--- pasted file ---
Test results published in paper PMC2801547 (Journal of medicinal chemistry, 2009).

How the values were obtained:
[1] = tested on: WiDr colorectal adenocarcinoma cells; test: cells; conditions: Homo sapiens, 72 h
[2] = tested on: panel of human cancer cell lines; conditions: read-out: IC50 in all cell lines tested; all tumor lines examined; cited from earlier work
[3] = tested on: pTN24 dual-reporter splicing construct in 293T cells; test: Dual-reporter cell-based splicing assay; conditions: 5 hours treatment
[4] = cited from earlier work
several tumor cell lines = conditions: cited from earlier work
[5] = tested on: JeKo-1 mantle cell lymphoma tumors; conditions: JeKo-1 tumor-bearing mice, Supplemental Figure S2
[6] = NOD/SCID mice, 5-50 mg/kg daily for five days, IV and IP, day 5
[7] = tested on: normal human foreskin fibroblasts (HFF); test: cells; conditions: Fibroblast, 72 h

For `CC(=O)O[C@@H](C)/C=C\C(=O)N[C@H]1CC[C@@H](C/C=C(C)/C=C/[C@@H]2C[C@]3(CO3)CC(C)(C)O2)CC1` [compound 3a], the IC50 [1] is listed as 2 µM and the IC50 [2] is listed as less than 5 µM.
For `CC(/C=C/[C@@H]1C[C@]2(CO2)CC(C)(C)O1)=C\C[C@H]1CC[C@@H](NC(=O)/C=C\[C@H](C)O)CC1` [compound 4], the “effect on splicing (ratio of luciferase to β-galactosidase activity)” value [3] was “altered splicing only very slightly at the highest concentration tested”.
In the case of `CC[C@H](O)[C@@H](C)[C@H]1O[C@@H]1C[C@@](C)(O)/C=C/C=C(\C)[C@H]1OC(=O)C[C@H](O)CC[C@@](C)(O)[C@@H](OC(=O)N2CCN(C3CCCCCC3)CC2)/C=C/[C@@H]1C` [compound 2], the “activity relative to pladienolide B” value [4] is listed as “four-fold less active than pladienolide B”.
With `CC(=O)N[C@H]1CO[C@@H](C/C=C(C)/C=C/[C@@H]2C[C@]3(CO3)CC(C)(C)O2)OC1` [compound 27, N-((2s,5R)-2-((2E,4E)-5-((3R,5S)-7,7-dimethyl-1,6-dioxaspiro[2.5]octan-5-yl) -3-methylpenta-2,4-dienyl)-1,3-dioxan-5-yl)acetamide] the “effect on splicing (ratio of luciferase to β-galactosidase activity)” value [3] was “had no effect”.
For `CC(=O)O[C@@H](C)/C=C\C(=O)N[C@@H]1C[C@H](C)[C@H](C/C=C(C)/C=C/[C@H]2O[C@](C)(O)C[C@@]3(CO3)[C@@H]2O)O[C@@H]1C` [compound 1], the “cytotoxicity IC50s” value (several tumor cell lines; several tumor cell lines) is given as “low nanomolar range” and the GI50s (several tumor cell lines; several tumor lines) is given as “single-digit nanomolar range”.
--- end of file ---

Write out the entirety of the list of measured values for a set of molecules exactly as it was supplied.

Test results published in paper PMC2801547 (Journal of medicinal chemistry, 2009).

How the values were obtained:
[1] = tested on: WiDr colorectal adenocarcinoma cells; test: cells; conditions: Homo sapiens, 72 h
[2] = tested on: panel of human cancer cell lines; conditions: read-out: IC50 in all cell lines tested; all tumor lines examined; cited from earlier work
[3] = tested on: pTN24 dual-reporter splicing construct in 293T cells; test: Dual-reporter cell-based splicing assay; conditions: 5 hours treatment
[4] = cited from earlier work
several tumor cell lines = conditions: cited from earlier work
[5] = tested on: JeKo-1 mantle cell lymphoma tumors; conditions: JeKo-1 tumor-bearing mice, Supplemental Figure S2
[6] = NOD/SCID mice, 5-50 mg/kg daily for five days, IV and IP, day 5
[7] = tested on: normal human foreskin fibroblasts (HFF); test: cells; conditions: Fibroblast, 72 h

For `CC(=O)O[C@@H](C)/C=C\C(=O)N[C@H]1CC[C@@H](C/C=C(C)/C=C/[C@@H]2C[C@]3(CO3)CC(C)(C)O2)CC1` [compound 3a], the IC50 [1] is listed as 2 µM and the IC50 [2] is listed as less than 5 µM.
For `CC(/C=C/[C@@H]1C[C@]2(CO2)CC(C)(C)O1)=C\C[C@H]1CC[C@@H](NC(=O)/C=C\[C@H](C)O)CC1` [compound 4], the “effect on splicing (ratio of luciferase to β-galactosidase activity)” value [3] was “altered splicing only very slightly at the highest concentration tested”.
In the case of `CC[C@H](O)[C@@H](C)[C@H]1O[C@@H]1C[C@@](C)(O)/C=C/C=C(\C)[C@H]1OC(=O)C[C@H](O)CC[C@@](C)(O)[C@@H](OC(=O)N2CCN(C3CCCCCC3)CC2)/C=C/[C@@H]1C` [compound 2], the “activity relative to pladienolide B” value [4] is listed as “four-fold less active than pladienolide B”.
With `CC(=O)N[C@H]1CO[C@@H](C/C=C(C)/C=C/[C@@H]2C[C@]3(CO3)CC(C)(C)O2)OC1` [compound 27, N-((2s,5R)-2-((2E,4E)-5-((3R,5S)-7,7-dimethyl-1,6-dioxaspiro[2.5]octan-5-yl) -3-methylpenta-2,4-dienyl)-1,3-dioxan-5-yl)acetamide] the “effect on splicing (ratio of luciferase to β-galactosidase activity)” value [3] was “had no effect”.
For `CC(=O)O[C@@H](C)/C=C\C(=O)N[C@@H]1C[C@H](C)[C@H](C/C=C(C)/C=C/[C@H]2O[C@](C)(O)C[C@@]3(CO3)[C@@H]2O)O[C@@H]1C` [compound 1], the “cytotoxicity IC50s” value (several tumor cell lines; several tumor cell lines) is given as “low nanomolar range” and the GI50s (several tumor cell lines; several tumor lines) is given as “single-digit nanomolar range”.